A Bulgarian who has a doctorate in astrophysics from Johns Hopkins University has been named as lead author on research to be published in the Astrophysical Journal about Nasa’s discovery of the largest planet yet found around a double-star system.
Nasa announced on June 13 the finding of the new planet, Kepler-1647b, which orbits two suns.
The new planet was identified by a team led by astronomers from Nasa’s Goddard Space Flight Center in Greenbelt, Maryland, and San Diego State University (SDSU) in California, who used NASA’s Kepler Space Telescope to identify Kepler-1647b.
The discovery was announced in San Diego at a meeting of the American Astronomical Society, according to Nasa’s website. The research has been accepted for publication in the Astrophysical Journal with Veselin Kostov, a Nasa Goddard postdoctoral fellow, as lead author.
Kostov graduated with a Bachelor of Science degree in physics from Sofia University in 2002. He went on to Master of Science in astrophyics from the University of Oklahoma, an M Phil in geophysics from Columbia University, and the PhD in astrophysics from Johns Hopkins.
Nasa said that Kepler-1647 is 3700 light-years away and about 4.4 billion years old, roughly the same age as Earth. The stars are similar to the sun, with one slightly larger than our home star and the other slightly smaller. The planet has a mass and radius nearly identical to that of Jupiter, making it the largest transiting circumbinary planet ever found.
Planets that orbit two stars are known as circumbinary planets, or sometimes “Tatooine” planets, after Luke Skywalker’s home world in Star Wars. Using Kepler data, astronomers search for slight dips in brightness that hint a planet might be passing or transiting in front of a star, blocking a tiny amount of the star’s light.
“But finding circumbinary planets is much harder than finding planets around single stars,” said SDSU astronomer William Welsh, one of the paper’s coauthors, quoted by Nasa. “The transits are not regularly spaced in time and they can vary in duration and even depth.”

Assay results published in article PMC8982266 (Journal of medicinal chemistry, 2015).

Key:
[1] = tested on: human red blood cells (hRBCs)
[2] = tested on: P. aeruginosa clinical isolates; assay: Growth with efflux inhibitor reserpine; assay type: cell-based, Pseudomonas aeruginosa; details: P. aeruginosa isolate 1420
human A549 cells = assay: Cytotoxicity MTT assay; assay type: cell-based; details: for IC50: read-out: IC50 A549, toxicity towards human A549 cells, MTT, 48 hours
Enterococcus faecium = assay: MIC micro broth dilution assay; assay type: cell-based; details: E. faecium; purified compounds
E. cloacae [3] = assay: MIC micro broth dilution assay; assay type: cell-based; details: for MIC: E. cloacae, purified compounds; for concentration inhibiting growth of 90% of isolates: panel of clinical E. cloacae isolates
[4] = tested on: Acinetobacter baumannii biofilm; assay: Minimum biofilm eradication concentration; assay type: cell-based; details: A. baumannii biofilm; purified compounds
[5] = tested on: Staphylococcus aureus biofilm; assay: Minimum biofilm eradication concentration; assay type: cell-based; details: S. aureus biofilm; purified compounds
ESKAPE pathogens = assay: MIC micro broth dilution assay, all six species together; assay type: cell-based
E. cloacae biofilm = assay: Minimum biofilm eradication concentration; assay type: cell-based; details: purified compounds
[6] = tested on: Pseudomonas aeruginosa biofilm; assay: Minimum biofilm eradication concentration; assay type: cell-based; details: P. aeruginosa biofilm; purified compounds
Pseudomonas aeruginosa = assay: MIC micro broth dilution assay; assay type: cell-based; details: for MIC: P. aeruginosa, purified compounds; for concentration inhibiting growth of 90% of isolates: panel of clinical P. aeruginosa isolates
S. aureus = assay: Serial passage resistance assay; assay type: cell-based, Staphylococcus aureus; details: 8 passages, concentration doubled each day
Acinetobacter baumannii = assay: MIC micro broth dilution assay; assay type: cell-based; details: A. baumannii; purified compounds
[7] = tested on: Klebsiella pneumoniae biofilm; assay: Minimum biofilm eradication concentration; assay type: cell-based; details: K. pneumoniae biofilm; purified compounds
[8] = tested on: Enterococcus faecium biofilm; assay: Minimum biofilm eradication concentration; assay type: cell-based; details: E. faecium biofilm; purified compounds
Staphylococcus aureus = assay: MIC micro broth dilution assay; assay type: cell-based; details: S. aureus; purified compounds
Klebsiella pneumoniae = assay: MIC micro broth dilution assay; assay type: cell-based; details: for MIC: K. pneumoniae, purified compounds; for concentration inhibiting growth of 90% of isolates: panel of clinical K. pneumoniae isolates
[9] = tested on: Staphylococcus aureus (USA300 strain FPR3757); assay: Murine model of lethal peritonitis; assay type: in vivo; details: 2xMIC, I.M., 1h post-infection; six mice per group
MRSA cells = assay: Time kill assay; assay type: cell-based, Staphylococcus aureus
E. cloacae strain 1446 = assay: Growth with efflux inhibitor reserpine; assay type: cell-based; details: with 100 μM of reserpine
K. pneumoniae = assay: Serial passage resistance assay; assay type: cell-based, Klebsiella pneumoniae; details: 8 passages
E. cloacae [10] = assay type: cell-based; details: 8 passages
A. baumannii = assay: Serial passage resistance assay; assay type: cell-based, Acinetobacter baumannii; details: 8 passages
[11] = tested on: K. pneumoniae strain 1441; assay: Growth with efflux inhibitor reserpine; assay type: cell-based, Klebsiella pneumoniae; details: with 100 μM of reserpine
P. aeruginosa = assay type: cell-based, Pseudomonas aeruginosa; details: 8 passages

“It’s a bit curious that this biggest planet took so long to confirm, since it is easier to find big planets than small ones,” said SDSU astronomer Jerome Orosz, a coauthor on the study. “But it is because its orbital period is so long.”
The planet takes 1107 days – just more than three years – to orbit its host stars, the longest period of any confirmed transiting exoplanet found so far. The planet is also much further away from its stars than any other circumbinary planet, breaking with the tendency for circumbinary planets to have close-in orbits. Interestingly, its orbit puts the planet with in the so-called habitable zone–the range of distances from a star where liquid water might pool on the surface of an orbiting planet.
Like Jupiter, however, Kepler-1647b is a gas giant, making the planet unlikely to host life. Yet if the planet has large moons, they could potentially be suitable for life.
“Habitability aside, Kepler-1647b is important because it is the tip of the iceberg of a theoretically predicted population of large, long-period circumbinary planets,” Welsh said.
Once a candidate planet is found, researchers employ advanced computer programs to determine if it really is a planet. It can be a gruelling process, according to the item on Nasa’s website.
Laurance Doyle, a coauthor on the paper and astronomer at the SETI Institute, noticed a transit back in 2011. But more data and several years of analysis were needed to confirm the transit was indeed caused by a circumbinary planet.
A network of amateur astronomers in the Kilodegree Extremely Little Telescope “Follow-Up Network” provided additional observations that helped the researchers estimate the planet’s mass.
(Images: Lynette Cook)